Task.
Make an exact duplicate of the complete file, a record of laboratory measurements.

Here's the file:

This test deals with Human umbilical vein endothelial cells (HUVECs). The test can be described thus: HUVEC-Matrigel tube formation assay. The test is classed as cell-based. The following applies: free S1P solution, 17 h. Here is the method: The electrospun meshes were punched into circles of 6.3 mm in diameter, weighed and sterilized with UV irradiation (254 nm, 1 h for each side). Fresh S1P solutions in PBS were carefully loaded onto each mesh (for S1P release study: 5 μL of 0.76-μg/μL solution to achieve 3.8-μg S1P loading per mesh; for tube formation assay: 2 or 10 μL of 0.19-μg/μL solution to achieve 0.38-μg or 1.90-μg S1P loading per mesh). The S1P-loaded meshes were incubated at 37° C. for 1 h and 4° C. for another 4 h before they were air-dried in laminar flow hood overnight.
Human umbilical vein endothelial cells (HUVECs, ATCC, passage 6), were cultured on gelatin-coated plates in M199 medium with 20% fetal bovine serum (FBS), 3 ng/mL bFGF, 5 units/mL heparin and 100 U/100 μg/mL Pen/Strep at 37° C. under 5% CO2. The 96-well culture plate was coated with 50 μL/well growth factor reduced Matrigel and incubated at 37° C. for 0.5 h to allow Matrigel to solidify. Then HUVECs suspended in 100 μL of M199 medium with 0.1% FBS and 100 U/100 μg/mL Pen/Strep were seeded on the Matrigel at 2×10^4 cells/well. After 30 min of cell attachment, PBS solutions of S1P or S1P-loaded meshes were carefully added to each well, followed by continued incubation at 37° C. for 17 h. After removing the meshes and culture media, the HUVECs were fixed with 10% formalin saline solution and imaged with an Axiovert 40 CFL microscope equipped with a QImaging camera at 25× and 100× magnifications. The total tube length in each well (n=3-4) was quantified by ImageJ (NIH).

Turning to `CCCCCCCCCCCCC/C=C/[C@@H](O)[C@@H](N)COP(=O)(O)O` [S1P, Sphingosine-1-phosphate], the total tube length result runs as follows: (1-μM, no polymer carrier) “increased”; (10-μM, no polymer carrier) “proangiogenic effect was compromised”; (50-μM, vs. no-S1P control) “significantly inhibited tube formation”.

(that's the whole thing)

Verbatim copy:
This test deals with Human umbilical vein endothelial cells (HUVECs). The test can be described thus: HUVEC-Matrigel tube formation assay. The test is classed as cell-based. The following applies: free S1P solution, 17 h. Here is the method: The electrospun meshes were punched into circles of 6.3 mm in diameter, weighed and sterilized with UV irradiation (254 nm, 1 h for each side). Fresh S1P solutions in PBS were carefully loaded onto each mesh (for S1P release study: 5 μL of 0.76-μg/μL solution to achieve 3.8-μg S1P loading per mesh; for tube formation assay: 2 or 10 μL of 0.19-μg/μL solution to achieve 0.38-μg or 1.90-μg S1P loading per mesh). The S1P-loaded meshes were incubated at 37° C. for 1 h and 4° C. for another 4 h before they were air-dried in laminar flow hood overnight.
Human umbilical vein endothelial cells (HUVECs, ATCC, passage 6), were cultured on gelatin-coated plates in M199 medium with 20% fetal bovine serum (FBS), 3 ng/mL bFGF, 5 units/mL heparin and 100 U/100 μg/mL Pen/Strep at 37° C. under 5% CO2. The 96-well culture plate was coated with 50 μL/well growth factor reduced Matrigel and incubated at 37° C. for 0.5 h to allow Matrigel to solidify. Then HUVECs suspended in 100 μL of M199 medium with 0.1% FBS and 100 U/100 μg/mL Pen/Strep were seeded on the Matrigel at 2×10^4 cells/well. After 30 min of cell attachment, PBS solutions of S1P or S1P-loaded meshes were carefully added to each well, followed by continued incubation at 37° C. for 17 h. After removing the meshes and culture media, the HUVECs were fixed with 10% formalin saline solution and imaged with an Axiovert 40 CFL microscope equipped with a QImaging camera at 25× and 100× magnifications. The total tube length in each well (n=3-4) was quantified by ImageJ (NIH).

Turning to `CCCCCCCCCCCCC/C=C/[C@@H](O)[C@@H](N)COP(=O)(O)O` [S1P, Sphingosine-1-phosphate], the total tube length result runs as follows: (1-μM, no polymer carrier) “increased”; (10-μM, no polymer carrier) “proangiogenic effect was compromised”; (50-μM, vs. no-S1P control) “significantly inhibited tube formation”.